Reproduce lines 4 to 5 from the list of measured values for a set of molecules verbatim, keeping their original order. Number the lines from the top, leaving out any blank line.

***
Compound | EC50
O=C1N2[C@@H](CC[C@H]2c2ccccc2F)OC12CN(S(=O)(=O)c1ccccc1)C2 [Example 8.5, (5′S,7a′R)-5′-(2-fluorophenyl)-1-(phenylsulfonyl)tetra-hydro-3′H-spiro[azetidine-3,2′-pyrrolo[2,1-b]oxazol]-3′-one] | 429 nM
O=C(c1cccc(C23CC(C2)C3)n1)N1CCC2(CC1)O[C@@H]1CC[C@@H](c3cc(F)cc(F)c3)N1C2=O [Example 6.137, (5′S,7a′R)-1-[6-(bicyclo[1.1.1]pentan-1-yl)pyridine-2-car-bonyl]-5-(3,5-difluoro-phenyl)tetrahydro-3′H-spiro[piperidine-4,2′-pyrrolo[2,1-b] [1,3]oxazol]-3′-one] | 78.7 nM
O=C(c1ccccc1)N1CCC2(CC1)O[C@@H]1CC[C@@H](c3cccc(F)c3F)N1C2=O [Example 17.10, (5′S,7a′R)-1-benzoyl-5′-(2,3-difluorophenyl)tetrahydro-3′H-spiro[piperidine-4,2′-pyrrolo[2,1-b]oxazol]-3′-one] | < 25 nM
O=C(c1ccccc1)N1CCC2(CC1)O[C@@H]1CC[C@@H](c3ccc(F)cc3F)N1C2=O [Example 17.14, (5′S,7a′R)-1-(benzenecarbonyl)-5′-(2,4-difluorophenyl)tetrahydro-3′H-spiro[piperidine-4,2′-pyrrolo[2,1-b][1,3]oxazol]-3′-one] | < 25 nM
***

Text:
O=C(c1ccccc1)N1CCC2(CC1)O[C@@H]1CC[C@@H](c3cccc(F)c3F)N1C2=O [Example 17.10, (5′S,7a′R)-1-benzoyl-5′-(2,3-difluorophenyl)tetrahydro-3′H-spiro[piperidine-4,2′-pyrrolo[2,1-b]oxazol]-3′-one] | < 25 nM
O=C(c1ccccc1)N1CCC2(CC1)O[C@@H]1CC[C@@H](c3ccc(F)cc3F)N1C2=O [Example 17.14, (5′S,7a′R)-1-(benzenecarbonyl)-5′-(2,4-difluorophenyl)tetrahydro-3′H-spiro[piperidine-4,2′-pyrrolo[2,1-b][1,3]oxazol]-3′-one] | < 25 nM